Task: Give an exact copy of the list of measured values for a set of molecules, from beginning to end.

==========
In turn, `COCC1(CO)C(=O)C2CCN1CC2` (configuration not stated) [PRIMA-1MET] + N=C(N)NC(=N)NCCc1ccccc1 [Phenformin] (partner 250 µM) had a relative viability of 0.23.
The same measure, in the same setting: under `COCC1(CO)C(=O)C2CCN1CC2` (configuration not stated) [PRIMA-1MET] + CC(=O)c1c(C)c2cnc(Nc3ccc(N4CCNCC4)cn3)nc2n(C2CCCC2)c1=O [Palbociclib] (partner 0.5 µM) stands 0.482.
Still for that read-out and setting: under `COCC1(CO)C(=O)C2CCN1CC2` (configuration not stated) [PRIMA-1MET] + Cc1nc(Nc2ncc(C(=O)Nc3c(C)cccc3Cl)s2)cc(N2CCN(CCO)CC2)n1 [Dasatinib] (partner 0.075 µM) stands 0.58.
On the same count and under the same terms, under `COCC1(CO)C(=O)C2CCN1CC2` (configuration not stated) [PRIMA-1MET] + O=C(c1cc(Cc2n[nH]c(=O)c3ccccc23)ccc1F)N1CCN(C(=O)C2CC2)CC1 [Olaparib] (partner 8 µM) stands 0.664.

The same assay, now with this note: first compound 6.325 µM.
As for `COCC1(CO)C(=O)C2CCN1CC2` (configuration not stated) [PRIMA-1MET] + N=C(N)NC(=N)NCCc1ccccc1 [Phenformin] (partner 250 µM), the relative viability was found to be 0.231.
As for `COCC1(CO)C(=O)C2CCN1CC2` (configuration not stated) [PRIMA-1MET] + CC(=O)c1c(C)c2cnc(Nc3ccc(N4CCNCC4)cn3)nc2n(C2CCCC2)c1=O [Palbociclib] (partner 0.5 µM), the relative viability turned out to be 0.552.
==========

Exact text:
In turn, `COCC1(CO)C(=O)C2CCN1CC2` (configuration not stated) [PRIMA-1MET] + N=C(N)NC(=N)NCCc1ccccc1 [Phenformin] (partner 250 µM) had a relative viability of 0.23.
The same measure, in the same setting: under `COCC1(CO)C(=O)C2CCN1CC2` (configuration not stated) [PRIMA-1MET] + CC(=O)c1c(C)c2cnc(Nc3ccc(N4CCNCC4)cn3)nc2n(C2CCCC2)c1=O [Palbociclib] (partner 0.5 µM) stands 0.482.
Still for that read-out and setting: under `COCC1(CO)C(=O)C2CCN1CC2` (configuration not stated) [PRIMA-1MET] + Cc1nc(Nc2ncc(C(=O)Nc3c(C)cccc3Cl)s2)cc(N2CCN(CCO)CC2)n1 [Dasatinib] (partner 0.075 µM) stands 0.58.
On the same count and under the same terms, under `COCC1(CO)C(=O)C2CCN1CC2` (configuration not stated) [PRIMA-1MET] + O=C(c1cc(Cc2n[nH]c(=O)c3ccccc23)ccc1F)N1CCN(C(=O)C2CC2)CC1 [Olaparib] (partner 8 µM) stands 0.664.

The same assay, now with this note: first compound 6.325 µM.
As for `COCC1(CO)C(=O)C2CCN1CC2` (configuration not stated) [PRIMA-1MET] + N=C(N)NC(=N)NCCc1ccccc1 [Phenformin] (partner 250 µM), the relative viability was found to be 0.231.
As for `COCC1(CO)C(=O)C2CCN1CC2` (configuration not stated) [PRIMA-1MET] + CC(=O)c1c(C)c2cnc(Nc3ccc(N4CCNCC4)cn3)nc2n(C2CCCC2)c1=O [Palbociclib] (partner 0.5 µM), the relative viability turned out to be 0.552.